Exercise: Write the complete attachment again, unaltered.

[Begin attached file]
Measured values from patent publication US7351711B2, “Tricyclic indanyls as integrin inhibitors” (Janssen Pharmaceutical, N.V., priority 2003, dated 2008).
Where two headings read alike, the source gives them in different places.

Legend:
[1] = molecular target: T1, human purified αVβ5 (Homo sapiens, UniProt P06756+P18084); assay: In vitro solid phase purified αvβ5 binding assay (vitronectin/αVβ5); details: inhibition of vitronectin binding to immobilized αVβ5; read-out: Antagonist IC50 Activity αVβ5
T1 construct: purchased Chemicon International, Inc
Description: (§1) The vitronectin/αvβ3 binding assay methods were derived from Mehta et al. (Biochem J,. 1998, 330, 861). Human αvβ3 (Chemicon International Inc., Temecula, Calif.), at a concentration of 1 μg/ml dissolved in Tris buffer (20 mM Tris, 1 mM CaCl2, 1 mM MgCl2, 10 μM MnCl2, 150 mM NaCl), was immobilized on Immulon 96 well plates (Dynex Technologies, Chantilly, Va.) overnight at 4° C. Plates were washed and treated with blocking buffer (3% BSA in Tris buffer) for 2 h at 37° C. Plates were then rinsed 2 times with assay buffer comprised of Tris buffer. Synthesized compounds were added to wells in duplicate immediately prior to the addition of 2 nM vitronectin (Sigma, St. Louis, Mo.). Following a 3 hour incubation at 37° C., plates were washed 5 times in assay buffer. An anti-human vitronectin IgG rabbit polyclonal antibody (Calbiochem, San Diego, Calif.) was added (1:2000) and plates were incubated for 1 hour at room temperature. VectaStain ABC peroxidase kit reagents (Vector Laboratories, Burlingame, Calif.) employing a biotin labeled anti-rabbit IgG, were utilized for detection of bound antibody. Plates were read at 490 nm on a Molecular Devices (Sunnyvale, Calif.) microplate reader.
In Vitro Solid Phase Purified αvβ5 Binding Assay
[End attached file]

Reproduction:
Measured values from patent publication US7351711B2, “Tricyclic indanyls as integrin inhibitors” (Janssen Pharmaceutical, N.V., priority 2003, dated 2008).
Where two headings read alike, the source gives them in different places.

Legend:
[1] = molecular target: T1, human purified αVβ5 (Homo sapiens, UniProt P06756+P18084); assay: In vitro solid phase purified αvβ5 binding assay (vitronectin/αVβ5); details: inhibition of vitronectin binding to immobilized αVβ5; read-out: Antagonist IC50 Activity αVβ5
T1 construct: purchased Chemicon International, Inc
Description: (§1) The vitronectin/αvβ3 binding assay methods were derived from Mehta et al. (Biochem J,. 1998, 330, 861). Human αvβ3 (Chemicon International Inc., Temecula, Calif.), at a concentration of 1 μg/ml dissolved in Tris buffer (20 mM Tris, 1 mM CaCl2, 1 mM MgCl2, 10 μM MnCl2, 150 mM NaCl), was immobilized on Immulon 96 well plates (Dynex Technologies, Chantilly, Va.) overnight at 4° C. Plates were washed and treated with blocking buffer (3% BSA in Tris buffer) for 2 h at 37° C. Plates were then rinsed 2 times with assay buffer comprised of Tris buffer. Synthesized compounds were added to wells in duplicate immediately prior to the addition of 2 nM vitronectin (Sigma, St. Louis, Mo.). Following a 3 hour incubation at 37° C., plates were washed 5 times in assay buffer. An anti-human vitronectin IgG rabbit polyclonal antibody (Calbiochem, San Diego, Calif.) was added (1:2000) and plates were incubated for 1 hour at room temperature. VectaStain ABC peroxidase kit reagents (Vector Laboratories, Burlingame, Calif.) employing a biotin labeled anti-rabbit IgG, were utilized for detection of bound antibody. Plates were read at 490 nm on a Molecular Devices (Sunnyvale, Calif.) microplate reader.
In Vitro Solid Phase Purified αvβ5 Binding Assay